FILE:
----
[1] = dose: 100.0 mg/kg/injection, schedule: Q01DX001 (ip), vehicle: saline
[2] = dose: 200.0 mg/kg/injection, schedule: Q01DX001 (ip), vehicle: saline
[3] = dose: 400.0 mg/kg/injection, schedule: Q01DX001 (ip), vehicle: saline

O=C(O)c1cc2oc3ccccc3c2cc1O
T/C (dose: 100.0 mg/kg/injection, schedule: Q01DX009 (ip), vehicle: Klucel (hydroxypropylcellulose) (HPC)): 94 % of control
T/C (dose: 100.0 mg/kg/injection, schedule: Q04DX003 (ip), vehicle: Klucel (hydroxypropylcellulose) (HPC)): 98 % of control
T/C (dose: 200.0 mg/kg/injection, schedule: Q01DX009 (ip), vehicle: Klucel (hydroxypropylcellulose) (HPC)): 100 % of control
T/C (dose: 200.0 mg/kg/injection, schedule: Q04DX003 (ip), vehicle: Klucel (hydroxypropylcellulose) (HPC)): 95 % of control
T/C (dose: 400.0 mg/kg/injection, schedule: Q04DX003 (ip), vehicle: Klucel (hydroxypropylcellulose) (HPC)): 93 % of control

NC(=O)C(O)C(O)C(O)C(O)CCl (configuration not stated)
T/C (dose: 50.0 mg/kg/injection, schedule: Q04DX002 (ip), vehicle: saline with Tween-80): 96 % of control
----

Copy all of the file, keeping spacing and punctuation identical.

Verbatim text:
[1] = dose: 100.0 mg/kg/injection, schedule: Q01DX001 (ip), vehicle: saline
[2] = dose: 200.0 mg/kg/injection, schedule: Q01DX001 (ip), vehicle: saline
[3] = dose: 400.0 mg/kg/injection, schedule: Q01DX001 (ip), vehicle: saline

O=C(O)c1cc2oc3ccccc3c2cc1O
T/C (dose: 100.0 mg/kg/injection, schedule: Q01DX009 (ip), vehicle: Klucel (hydroxypropylcellulose) (HPC)): 94 % of control
T/C (dose: 100.0 mg/kg/injection, schedule: Q04DX003 (ip), vehicle: Klucel (hydroxypropylcellulose) (HPC)): 98 % of control
T/C (dose: 200.0 mg/kg/injection, schedule: Q01DX009 (ip), vehicle: Klucel (hydroxypropylcellulose) (HPC)): 100 % of control
T/C (dose: 200.0 mg/kg/injection, schedule: Q04DX003 (ip), vehicle: Klucel (hydroxypropylcellulose) (HPC)): 95 % of control
T/C (dose: 400.0 mg/kg/injection, schedule: Q04DX003 (ip), vehicle: Klucel (hydroxypropylcellulose) (HPC)): 93 % of control

NC(=O)C(O)C(O)C(O)C(O)CCl (configuration not stated)
T/C (dose: 50.0 mg/kg/injection, schedule: Q04DX002 (ip), vehicle: saline with Tween-80): 96 % of control